Feature Article - April 2009
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Reaching Out

Recreation in Underserved Communities

By Stacy St. Clair

Reach Out to San Francisco

Across the bay, plans have already begun on the new Shih Lu-Yang Central YMCA building in San Francisco. The facility, which will replace a somewhat outdated and space-starved Y, serves a diverse community that includes the famous city's Tenderloin neighborhood, an artistic community known for its low-income immigrant populations and single-room occupancy hotels. Its service area also includes professionals, seniors and students from nearby Hastings College of Law.

The architects tapped to design the facility, Michael Willis Architects (MWA) and ELS Architecture and Urban Design, relied upon the expertise of the YMCA staff, which has a long history of understanding the community's recreation and fitness needs. To encourage the conversation, officials held a charrette to discuss the community's vision for the project. Participants were encouraged to share their wish list, regardless of price.

"You try to keep cost out of the discussion," said David Petta of ELS Architecture and Urban Design, the principal-in-charge of the project. "You don't want to stifle creativity."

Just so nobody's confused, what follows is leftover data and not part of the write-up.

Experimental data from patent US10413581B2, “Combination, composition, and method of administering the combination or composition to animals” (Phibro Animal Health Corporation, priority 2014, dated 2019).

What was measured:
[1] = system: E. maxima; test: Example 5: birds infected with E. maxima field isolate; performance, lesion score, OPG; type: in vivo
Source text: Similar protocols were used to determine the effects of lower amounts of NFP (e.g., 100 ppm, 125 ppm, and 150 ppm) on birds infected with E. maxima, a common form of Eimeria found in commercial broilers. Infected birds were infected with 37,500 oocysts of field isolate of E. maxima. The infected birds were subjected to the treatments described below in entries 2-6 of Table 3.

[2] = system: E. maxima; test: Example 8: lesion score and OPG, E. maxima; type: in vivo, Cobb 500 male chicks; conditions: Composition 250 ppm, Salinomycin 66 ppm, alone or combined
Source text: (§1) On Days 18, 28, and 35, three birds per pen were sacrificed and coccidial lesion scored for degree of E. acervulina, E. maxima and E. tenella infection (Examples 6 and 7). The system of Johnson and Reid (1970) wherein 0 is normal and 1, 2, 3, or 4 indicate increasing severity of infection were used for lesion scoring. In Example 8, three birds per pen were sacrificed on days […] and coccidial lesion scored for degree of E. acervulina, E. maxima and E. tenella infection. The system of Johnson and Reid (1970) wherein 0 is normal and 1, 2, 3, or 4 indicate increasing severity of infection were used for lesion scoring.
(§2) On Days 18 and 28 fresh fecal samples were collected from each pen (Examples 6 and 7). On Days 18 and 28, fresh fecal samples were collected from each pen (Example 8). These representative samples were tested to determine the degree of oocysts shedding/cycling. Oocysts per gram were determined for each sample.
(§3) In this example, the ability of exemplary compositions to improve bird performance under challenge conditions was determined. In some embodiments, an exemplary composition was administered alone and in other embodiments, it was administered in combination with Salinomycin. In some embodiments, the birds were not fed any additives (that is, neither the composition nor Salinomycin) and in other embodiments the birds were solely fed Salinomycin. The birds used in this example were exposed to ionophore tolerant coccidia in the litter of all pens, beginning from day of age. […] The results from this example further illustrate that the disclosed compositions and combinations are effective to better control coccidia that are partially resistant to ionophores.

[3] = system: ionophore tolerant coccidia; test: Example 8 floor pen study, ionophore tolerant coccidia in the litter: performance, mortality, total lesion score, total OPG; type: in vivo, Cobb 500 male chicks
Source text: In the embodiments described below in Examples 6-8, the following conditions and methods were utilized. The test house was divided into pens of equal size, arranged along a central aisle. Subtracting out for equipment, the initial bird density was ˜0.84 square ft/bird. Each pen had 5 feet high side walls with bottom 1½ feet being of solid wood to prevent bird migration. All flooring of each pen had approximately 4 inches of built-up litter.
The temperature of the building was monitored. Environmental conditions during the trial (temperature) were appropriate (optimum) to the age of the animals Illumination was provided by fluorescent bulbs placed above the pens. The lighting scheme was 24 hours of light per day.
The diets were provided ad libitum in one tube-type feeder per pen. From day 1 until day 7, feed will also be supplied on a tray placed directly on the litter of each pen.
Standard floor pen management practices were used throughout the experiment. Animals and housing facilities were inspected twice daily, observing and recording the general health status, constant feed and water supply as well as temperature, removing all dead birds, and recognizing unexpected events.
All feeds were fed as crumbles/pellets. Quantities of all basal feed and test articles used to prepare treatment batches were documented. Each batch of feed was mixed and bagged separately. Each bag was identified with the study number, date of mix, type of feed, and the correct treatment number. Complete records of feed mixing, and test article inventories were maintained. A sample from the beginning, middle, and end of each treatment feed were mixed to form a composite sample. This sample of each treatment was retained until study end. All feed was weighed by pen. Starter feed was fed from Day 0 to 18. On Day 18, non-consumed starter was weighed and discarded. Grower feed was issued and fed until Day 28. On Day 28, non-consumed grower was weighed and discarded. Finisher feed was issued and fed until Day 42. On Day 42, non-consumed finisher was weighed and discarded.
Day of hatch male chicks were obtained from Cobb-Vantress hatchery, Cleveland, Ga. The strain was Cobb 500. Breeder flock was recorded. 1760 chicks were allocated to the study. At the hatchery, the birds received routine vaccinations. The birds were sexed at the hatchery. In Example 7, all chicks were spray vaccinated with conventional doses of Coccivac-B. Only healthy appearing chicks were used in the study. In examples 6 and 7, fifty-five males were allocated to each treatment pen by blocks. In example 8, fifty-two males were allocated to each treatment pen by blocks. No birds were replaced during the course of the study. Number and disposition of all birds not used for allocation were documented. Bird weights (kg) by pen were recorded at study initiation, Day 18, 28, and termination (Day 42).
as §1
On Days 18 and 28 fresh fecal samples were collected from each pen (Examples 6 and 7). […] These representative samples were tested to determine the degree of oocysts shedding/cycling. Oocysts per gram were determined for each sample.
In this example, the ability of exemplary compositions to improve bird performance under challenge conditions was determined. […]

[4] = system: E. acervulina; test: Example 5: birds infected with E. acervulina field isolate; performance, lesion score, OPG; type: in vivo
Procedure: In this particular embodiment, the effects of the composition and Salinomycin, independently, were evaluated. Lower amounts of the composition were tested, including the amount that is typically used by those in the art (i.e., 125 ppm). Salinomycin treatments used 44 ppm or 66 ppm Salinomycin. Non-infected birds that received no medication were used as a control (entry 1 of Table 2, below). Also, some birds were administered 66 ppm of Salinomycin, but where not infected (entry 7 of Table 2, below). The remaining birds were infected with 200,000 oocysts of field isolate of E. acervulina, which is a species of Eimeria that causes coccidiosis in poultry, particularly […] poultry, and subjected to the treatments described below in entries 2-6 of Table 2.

As a result, Shih Lu-Yang patrons soon will be enjoying a state-of-the art facility with an indoor pool, gymnasium, senior center, youth center and workout facility. There will also be a rooftop garden that can be used for both meditation and gardening classes.

The design offers several features that address the needs of underprivileged patrons. The facility, for example, has a kitchen where teens will learn to cook healthy meals with vegetables grown in their rooftop garden. Plans also call for an indoor pool, a staple feature in almost any YMCA.

"Putting pools in disadvantaged neighborhoods is a great thing to do," Petta said. "You're giving someone the opportunity to learn how to swim. That's a great gift to give someone."

The most impressive design choice, however, may be the decision to place the fitness center—the area which traditionally gets the most traffic—on the top floor. As they work out, patrons will be treated to a breathtaking view of the city and with it, Petta hopes, a sense of empowerment.

"The penthouse is usually occupied by the people with the most money," Petta said. "This is just the opposite of that. Patrons will have a view of the city they might not otherwise see."